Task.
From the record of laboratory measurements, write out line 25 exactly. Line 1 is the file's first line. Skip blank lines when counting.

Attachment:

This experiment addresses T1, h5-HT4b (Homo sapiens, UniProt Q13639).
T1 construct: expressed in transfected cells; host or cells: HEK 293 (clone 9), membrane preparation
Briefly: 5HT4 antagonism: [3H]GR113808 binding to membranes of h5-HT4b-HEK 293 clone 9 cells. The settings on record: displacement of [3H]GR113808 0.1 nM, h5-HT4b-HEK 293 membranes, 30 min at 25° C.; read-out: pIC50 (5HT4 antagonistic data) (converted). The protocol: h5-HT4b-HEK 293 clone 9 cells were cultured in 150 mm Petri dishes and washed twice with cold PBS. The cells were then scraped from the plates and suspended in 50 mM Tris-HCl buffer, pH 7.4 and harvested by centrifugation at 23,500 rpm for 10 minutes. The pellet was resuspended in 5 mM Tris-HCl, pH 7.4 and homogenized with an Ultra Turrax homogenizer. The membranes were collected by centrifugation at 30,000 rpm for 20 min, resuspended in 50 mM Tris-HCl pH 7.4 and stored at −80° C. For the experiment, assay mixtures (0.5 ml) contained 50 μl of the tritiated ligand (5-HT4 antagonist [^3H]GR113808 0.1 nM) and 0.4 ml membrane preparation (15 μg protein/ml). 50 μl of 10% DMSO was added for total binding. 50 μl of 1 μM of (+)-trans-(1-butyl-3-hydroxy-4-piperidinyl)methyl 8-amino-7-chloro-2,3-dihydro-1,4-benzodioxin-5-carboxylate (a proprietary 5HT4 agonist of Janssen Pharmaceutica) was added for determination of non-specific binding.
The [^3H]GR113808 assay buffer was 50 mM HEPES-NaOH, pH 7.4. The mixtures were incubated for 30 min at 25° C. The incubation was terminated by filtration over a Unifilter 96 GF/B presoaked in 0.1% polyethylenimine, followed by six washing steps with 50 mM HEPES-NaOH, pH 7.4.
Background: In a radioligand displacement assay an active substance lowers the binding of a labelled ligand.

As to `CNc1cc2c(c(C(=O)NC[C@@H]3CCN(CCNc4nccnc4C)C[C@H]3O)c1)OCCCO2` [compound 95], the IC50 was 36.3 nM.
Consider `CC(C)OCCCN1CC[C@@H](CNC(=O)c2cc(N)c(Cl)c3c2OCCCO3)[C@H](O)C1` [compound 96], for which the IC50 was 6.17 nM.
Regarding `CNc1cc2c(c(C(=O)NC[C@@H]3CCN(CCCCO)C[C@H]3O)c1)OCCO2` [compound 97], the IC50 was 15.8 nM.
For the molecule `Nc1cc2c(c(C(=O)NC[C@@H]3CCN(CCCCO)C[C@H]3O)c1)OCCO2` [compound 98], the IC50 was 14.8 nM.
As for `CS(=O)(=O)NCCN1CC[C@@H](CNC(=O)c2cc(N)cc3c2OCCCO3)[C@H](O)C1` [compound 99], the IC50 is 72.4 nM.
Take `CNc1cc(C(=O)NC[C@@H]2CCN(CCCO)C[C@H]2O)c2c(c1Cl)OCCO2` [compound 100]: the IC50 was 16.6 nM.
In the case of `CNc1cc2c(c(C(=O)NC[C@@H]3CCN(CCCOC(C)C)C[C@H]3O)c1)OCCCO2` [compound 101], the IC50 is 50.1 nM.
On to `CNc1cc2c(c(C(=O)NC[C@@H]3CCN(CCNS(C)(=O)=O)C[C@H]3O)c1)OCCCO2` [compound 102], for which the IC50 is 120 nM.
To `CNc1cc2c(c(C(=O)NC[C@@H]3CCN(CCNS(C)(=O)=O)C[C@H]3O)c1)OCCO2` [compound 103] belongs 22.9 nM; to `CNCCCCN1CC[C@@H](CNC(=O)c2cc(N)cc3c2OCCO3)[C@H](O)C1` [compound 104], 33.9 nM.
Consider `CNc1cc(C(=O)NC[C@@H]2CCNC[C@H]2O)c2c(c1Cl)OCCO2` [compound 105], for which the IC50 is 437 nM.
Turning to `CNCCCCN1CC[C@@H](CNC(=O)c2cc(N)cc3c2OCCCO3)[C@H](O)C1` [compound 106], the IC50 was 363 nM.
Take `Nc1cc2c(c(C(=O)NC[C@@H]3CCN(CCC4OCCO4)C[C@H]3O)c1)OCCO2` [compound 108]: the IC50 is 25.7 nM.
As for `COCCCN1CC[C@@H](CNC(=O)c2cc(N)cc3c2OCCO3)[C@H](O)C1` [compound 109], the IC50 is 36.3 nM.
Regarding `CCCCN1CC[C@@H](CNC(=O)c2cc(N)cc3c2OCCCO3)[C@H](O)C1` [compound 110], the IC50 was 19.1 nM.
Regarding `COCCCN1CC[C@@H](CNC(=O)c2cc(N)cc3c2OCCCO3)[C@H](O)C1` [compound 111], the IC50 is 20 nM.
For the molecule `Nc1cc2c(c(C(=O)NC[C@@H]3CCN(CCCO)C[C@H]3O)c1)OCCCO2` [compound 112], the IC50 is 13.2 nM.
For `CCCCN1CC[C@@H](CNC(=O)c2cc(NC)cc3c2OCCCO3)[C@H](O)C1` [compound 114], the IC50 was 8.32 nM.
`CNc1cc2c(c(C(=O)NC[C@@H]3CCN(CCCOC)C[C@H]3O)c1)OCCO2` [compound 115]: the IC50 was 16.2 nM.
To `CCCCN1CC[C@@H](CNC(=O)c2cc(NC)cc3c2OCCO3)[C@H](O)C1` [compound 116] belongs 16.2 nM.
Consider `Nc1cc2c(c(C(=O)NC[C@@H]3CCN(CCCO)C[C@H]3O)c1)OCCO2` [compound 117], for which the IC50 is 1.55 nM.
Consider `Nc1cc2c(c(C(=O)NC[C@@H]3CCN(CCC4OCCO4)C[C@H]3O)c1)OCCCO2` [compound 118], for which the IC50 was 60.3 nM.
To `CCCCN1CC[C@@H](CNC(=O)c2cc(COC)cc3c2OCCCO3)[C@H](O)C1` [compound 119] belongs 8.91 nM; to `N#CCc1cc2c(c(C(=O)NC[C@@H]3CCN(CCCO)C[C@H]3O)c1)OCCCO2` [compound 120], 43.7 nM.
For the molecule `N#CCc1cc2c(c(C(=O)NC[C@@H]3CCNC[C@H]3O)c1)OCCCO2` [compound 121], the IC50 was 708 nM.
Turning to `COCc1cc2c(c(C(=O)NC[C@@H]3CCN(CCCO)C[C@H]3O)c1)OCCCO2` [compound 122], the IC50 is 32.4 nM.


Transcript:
Consider `Nc1cc2c(c(C(=O)NC[C@@H]3CCN(CCCO)C[C@H]3O)c1)OCCO2` [compound 117], for which the IC50 is 1.55 nM.